There are two basic technologies in data protection—encryption and tokenization. Each has its strengths and weaknesses, so let's take a quick look at the value each delivers, and how they can be used to maximum value.
Encryption has been widely used for decades, and continues to play an important role in the overall data protection strategy. Encryption essentially involves the use of a specific mathematical algorithm to translate sensitive data into a binary form; a master "key" is required to decrypt the data and return it to a form usable by humans. A number of different approaches to encryption are in use today, including "formatted," "strong," and "end-to-end."
Encryption can be used with any type of data, structured or unstructured, including graphics, sound files, and other nontext information. Some data protection mandates require the use of encryption in certain situations. However, encrypted data must be unencrypted for mining and analysis, rendering it vulnerable again. The encryption keys must be regularly changed to minimize the likelihood of a breach, again creating vulnerability. If the encryption key is cracked or stolen, all that sensitive data can immediately be unlocked by a hacker.
Several years ago, tokenization emerged as a "next generation" approach to protecting data, particularly structured data, such as that found in CRM databases. Instead of using a mathematical algorithm to mask sensitive data, tokenization replaces that data with randomized "tokens" (character strings) that are meaningless to anyone gaining unauthorized access to that data. Those tokens use a token "lookup table" to unscramble the data and return it to a readable form. You may hear different types of tokenization referenced, including "static," "dynamic," and "in memory."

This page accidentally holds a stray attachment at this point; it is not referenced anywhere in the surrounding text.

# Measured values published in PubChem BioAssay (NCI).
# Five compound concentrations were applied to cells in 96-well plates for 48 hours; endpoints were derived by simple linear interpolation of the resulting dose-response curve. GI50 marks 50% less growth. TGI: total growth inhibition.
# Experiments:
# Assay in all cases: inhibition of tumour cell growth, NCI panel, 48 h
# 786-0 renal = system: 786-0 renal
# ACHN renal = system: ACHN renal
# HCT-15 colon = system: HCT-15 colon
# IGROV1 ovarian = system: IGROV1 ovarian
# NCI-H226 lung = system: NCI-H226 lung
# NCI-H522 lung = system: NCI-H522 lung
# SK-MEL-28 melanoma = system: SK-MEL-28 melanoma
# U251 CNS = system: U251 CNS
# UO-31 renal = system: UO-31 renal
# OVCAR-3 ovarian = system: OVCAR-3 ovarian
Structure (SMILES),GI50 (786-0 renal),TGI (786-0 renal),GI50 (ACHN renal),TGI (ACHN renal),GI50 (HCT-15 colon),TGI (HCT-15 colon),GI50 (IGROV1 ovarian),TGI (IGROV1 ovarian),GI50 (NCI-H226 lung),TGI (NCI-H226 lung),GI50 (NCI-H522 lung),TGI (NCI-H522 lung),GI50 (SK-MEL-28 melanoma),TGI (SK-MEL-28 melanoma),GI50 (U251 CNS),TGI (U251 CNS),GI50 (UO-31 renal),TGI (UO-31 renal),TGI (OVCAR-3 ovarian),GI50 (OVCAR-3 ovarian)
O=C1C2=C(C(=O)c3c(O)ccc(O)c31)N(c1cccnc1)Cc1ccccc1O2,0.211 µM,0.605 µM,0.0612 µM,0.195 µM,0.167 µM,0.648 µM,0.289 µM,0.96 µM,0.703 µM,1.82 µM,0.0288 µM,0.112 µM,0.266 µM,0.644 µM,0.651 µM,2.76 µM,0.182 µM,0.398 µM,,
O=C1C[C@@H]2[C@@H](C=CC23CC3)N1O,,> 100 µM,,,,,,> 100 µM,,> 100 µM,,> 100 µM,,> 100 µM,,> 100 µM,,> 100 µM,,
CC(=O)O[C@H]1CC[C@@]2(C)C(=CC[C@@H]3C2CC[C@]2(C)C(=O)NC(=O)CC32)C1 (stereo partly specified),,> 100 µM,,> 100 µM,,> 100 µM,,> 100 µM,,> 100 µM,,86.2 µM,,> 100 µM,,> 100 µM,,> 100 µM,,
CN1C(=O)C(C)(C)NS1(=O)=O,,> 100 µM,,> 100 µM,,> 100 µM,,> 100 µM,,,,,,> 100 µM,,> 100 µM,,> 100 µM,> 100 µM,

Tokenization is less vulnerable to hacking than encryption, because even if hackers obtain the tokens, without the token lookup table, the data remains inaccessible. Tokenized data can be used in a "safe mode" that enables the data to still be mined and manipulated without risking its security. Tokenization also reduces the "scope" of PCI compliance audits.
However, tokenization today can only be used with structured data; multimedia files such as call center recordings or patent illustrations, narrative text, and other free-form information need to be encrypted.
In light of the Zappos incident, it's essential that you take an active role when your business is re-evaluating its data security strategy.
Raul Ortega is vice president of research and development at Protegrity, a provider of end-to-end data security solutions.